Black & Smith is an artist's studio and shop near Hamilton, Ont., that focuses on high-quality, unique work made by Canadian artists. Everything in the store is handmade to last — these are timeless pieces that are meant to be passed down to the next generation. “I try to have a curated collection of heirloom objects that people are going to have in their life for a long time,” says owner Emma Smith.

Before opening the store, Smith (who co-owns the business with partner Jesse Black) would host holiday pop-up sales, inviting other makers to sell their goods alongside her own pottery. In addition to carrying regular stock in the store, she’s continued this pop-up tradition, putting on a series of rotating exhibitions, each one along a theme. “We have the work for only a month, and I display it more like a gallery show,” says Smith. For example, a vase-themed show allowed Smith to bring in 15 ceramics artists she didn’t usually carry. “It was fun for me, because there’s so many artists I’d love to have in the shop and it's hard to do that when you only have a certain amount of space.”

Otherwise, Smith carries a mix of makers whose work is always there and others that rotate in and out. “I'm always trying to make sure that there's new work for people to see.”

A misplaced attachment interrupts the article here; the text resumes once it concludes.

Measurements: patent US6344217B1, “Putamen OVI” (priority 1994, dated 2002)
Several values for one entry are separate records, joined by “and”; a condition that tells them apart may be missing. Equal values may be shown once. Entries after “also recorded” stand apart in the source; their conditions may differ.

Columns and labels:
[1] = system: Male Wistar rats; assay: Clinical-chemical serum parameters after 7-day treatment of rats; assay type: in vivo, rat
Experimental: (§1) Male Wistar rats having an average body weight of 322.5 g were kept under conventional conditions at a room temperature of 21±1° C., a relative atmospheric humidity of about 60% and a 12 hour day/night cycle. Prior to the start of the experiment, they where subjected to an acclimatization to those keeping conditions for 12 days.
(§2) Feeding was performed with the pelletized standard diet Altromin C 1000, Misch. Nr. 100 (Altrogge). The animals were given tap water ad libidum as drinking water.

While Smith buys some products like soaps and some jewellery wholesale, most pieces in the shop are carried on consignment. “If the work doesn't sell, I don't feel like it’s stuck here,” says Smith, explaining that many makers will swap out their stock every few months. “It helps keep the shop fresh.”

The front window of Black & Smith displays pottery by Andrew Kellner and Tony Clennell, blown-glass lamps by Hannan Fayed, and an oil painting by Maggie Shepherd.

In the shop

In store, you’ll find tableware made by Smith herself as well as pieces from about 50 other Canadian artisans. A few of the makers on the roster: Stefanie Dueck of B.C., who creates hand-forged bronze and stainless steel cutlery; KG+e, which is the duo of Kevin Gilbert and Erin Schwab, woodworkers from Alberta who handcraft vases, spoons and other kitchenware; Andrea Vuletin, a potter from Chatham, Ont., whose porcelain pieces feature intricate illustrations of flowers, birds and butterflies that are native to Ontario; and Clare Pearson, who makes one-of-a-kind sculptural silver jewellery.

How Black & Smith chooses which products to carry

Besides looking for high-quality, timeless pieces from across Canada, Smith wants everything in the shop to have a cohesive look. “I try to imagine the shop as somebody's home,” she says. “All of the things that are here belong together.”

She also leans into the idea of craft as art. “Someone’s not coming in and seeing the same jug over and over and over again. Instead, there's a jug from this maker, but it's different from the one he had here six months ago.”

Black & Smith carries textiles by Hatchet Made and Avril Loreti, pottery by Emma Smith, and woodworking by Dan Shannon and Rekindle.

Why makers shouldn’t get discouraged if a store says no

While it can be heartbreaking to have a shop decline to carry your goods, you shouldn’t take it personally. There are many reasons why a store might say no, including lack of room. “We only have a certain amount of space,” says Smith, “so I can't have all of the work that I want at all times.” She keeps a running list of makers whom she’d like to carry — a wish list — and will reach out to them when the time is right.